Sir Edmund Hillary was the first person on record to reach the top of Mt. Everest. The climbing expedition took 2 months, through treacherous snow, ice, wind, and thin air. And when this WWII veteran woke up the final morning of the climb, Hillary found his boots were frozen. It took two hours to thaw them out.
But at last, after all the preparation and danger, on May 29, 1953, at 11:30 a.m., Sir Edmund Hillary became the first man to set foot on the peak of Mt Everest. He said, most famously, “It is not the mountain we conquer, but ourselves.”
For us, this is a way of looking at faith. It’s “conquering ourselves”—giving up on our own strength and abilities in order to trust the heavenly Father for everything. Jesus said by faith in God you could move a mountain (Mark 11:23). Then right away He says we are to forgive those who’ve done wrong to us (Mark 11:25).
Perhaps forgiveness is a Mt. Everest in your life. It seems impossible to let go of the right to be bitter and hold a grudge toward someone who has caused us hurt. But Jesus didn’t say by faith you could climb a mountain; He said you could cast it into the sea!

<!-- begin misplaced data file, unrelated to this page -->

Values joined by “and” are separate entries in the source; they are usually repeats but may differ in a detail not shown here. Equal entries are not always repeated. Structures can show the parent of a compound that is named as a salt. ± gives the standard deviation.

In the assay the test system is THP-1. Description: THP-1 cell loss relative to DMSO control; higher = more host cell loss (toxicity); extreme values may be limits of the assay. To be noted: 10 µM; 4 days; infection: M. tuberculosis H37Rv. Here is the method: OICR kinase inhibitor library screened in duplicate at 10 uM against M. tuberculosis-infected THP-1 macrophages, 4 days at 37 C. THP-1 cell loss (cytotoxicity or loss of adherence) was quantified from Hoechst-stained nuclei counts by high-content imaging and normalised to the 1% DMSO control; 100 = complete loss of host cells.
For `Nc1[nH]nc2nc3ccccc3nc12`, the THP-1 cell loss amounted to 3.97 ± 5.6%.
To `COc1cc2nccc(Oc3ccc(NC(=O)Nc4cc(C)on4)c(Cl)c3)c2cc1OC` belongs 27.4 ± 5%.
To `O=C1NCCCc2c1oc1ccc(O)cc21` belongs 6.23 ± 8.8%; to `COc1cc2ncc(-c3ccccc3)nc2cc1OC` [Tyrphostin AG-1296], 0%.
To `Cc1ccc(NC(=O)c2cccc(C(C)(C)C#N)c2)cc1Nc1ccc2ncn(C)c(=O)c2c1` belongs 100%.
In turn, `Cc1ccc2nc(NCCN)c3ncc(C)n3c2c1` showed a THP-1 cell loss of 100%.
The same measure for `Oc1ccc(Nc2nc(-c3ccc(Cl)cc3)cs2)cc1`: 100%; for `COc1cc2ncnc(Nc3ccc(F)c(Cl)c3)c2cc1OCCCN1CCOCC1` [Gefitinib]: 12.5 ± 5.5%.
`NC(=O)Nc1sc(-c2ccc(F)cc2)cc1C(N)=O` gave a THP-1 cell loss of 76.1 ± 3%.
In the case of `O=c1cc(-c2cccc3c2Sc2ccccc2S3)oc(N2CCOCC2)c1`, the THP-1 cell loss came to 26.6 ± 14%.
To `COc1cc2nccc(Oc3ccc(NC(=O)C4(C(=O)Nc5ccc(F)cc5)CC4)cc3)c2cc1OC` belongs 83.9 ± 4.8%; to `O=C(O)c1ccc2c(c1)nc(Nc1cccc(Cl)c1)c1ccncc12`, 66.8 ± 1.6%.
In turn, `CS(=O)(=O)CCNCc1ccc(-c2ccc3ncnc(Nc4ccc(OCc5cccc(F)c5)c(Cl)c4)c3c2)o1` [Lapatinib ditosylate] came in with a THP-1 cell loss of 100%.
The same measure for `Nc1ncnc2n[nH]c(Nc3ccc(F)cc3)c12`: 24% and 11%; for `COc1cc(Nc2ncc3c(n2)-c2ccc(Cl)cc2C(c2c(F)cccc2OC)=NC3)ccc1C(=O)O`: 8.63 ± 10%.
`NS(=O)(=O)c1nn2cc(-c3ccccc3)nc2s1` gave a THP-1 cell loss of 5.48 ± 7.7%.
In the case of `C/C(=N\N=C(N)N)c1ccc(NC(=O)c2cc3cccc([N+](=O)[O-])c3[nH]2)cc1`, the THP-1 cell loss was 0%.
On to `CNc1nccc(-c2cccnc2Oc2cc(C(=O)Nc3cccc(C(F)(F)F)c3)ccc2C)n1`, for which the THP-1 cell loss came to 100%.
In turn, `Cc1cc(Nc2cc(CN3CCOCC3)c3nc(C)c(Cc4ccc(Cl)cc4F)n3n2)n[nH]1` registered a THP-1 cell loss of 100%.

Only by trusting in God can you forgive and release the person who has harmed you. Forgiveness won’t be easy, but that’s where faith comes in. Faith says, “God, I believe that You are all I need, and so I can let go of the hurt and cling forever close to You.” If this is a struggle, you can pray like the apostles, “Increase our faith!” (Luke 17:5).
In the end, it’s not really our faith that moves mountains, but the God in whom we trust.